Paul Boyd has spent 23 years working in newspapers, 21 of those in sports. His primary focus at the Northwest Arkansas Newspapers is covering sports at Rogers Heritage High School.
RAZORBACKS: Beeks Answers Call
PITCHER WORKS ON GAME
NORTHWEST ARKANSAS Mitch Cameron tried to convince several college baseball coaches he had something special a year ago.
Left-hander Jalen Beeks led Cameron’s Prairie Grove Tigers to the Class 4A state championship game last spring, but fell just short of a state title.
With only a few scholarship offers from junior colleges, Beeks chose to stay close to home and attend Crowder College in Neosho, Mo.
A year later Beeks is an inch taller, 10-15 pounds heavier and his fastball velocity has climbed from the mid-80s to 90-plus miles per hour.
And the 18-year-old finally got the call he’d been waiting for from the University of Arkansas a couple of weeks ago.
Beeks couldn’t wait to say yes when the Razorbacks called with a scholarship offer even though he had been at Crowder only one year.
“It was a no-brainer for me,” Beeks said. “It’s one of my dreams to play baseball for Arkansas. I had some other looks, but my mind was solely focused on Arkansas. I was really stoked when they called to offer.”
Cameron was surprised larger schools didn’t show more interest in Beeks, but he’s pleased with how the situation has worked out.
“Arkansas talked to him last year and said if he went to a junior college they would keep an eye on him,” Cameron said. “It’s paid off for him, he’s 89-92 and topping out at 93 now.”
But the coach is not surprised at all given Beeks’ work ethic.
“Not many Jalen Beeks come around very often,” Cameron said. “He throws on his own. I’ve seen him running on his own, lifting. When he was with us he was the first one to practice and last one to leave.
“His goal is to play pro baseball and he’s going to work to reach that goal.”
The increase in velocity helped Beeks draw more attention from Division I colleges. His fastball went from 84-86 miles per hour in high school to consistently 89-91 and topped out at 93 this season.
Beeks admitted learning to take a little off his pitches was probably the biggest lesson he gleaned over the past year.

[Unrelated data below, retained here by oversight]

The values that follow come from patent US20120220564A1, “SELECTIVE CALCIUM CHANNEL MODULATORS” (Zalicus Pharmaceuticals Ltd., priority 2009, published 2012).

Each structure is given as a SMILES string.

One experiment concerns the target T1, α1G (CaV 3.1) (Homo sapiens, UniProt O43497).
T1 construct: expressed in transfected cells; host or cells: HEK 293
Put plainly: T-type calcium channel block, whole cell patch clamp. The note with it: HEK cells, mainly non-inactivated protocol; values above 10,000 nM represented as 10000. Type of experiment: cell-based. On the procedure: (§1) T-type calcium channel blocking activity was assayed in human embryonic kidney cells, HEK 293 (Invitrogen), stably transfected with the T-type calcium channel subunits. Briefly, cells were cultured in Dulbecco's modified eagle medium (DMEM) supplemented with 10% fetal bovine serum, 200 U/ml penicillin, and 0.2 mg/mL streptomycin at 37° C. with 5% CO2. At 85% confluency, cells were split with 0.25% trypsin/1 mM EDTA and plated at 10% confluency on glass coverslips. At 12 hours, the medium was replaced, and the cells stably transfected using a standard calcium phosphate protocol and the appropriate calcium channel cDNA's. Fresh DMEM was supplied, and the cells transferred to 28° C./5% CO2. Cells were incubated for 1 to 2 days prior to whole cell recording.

“Beginning the season I was fastball, curve and the changeup was probably my third pitch,” Beeks said. “I’d say by the end of the year the change was my best pitch.
“It doesn’t matter how fast a fastball’s coming, people are going to be able to hit it at this level. You’ve got to have good secondary pitches and the changeup did it for me. It dropped down and away to right-handed hitters and I got them to roll over a lot. It’s helped me a lot to be more efficient.”
Developing the changeup also helped Beeks lower his pitch count, therefore, he was able to pitch deeper into games.
Crowder College baseball coach Travis Lallemand was thrilled to hear Beeks talk about developing the changeup as a big key to his success.
“By about mid-March he had to rely on that change and he really grew up a little bit,” Lallemand said. “He’s a great stuff guy. But him having that understanding probably means more for his future than about anything.
“I don’t want to make it too cliche, but is a ‘less is more’ type of thing. He butted his head against a wall a time or two, then figured out backing off his fastball and using offspeed can buy you out of innings a little quicker.”
Lallemand said Beeks was the No. 1 starter all season, but showed great heart late in the season in postseason play.
Beeks got a no-decision, allowing three runs over seven innings against Maple Woods. But came back two days later to pitch a scoreless ninth inning and earn a save. That win put Crowder into the Region XVI title game. He added another scoreless inning in relief in the region final, but the Roughriders came up just short.
School: Crowder Colege
Notable: Signed recently to play baseball at Arkansas. ... Led Prairie Grove to a Class 4A state runnerup finish in 2011. ... Was the ace of the pitching staff for Crowder College this season, finishing 6-3 with a save and a 3.32 earned run average. ... Struck out 90 batters in 78 2/3 innings while allowing 66 hits and walking just 23 in 19 games for the Roughriders.
“That was one of the most impressive things I saw out of him all season,” Lallemand said. “We had the tying run on and he got three outs for us to get to the championship game, then he got a couple outs to give us a chance in the finals.”
Lallemand also said Beeks could be key contributor right away in the back end of the Razorbacks’ bullpen. Beeks would have commanded more attention if he had stayed two years at Crowder, Lallemand said.
“Oh there’s no doubt, if we’d opened it up, every SEC school in the country would have recruited him I think,” Lallemand said.
Beeks’ increase in velocity has also piqued the interest of professional scouts, but he’s likely headed for Fayetteville even if he gets drafted in a couple of weeks.
“I have an adviser and I’ve been told my best chance is to go to Arkansas for two years,” Beeks said. “It’s what I’ve always dreamed about playing there. I just need to continue to adapt and get bigger.”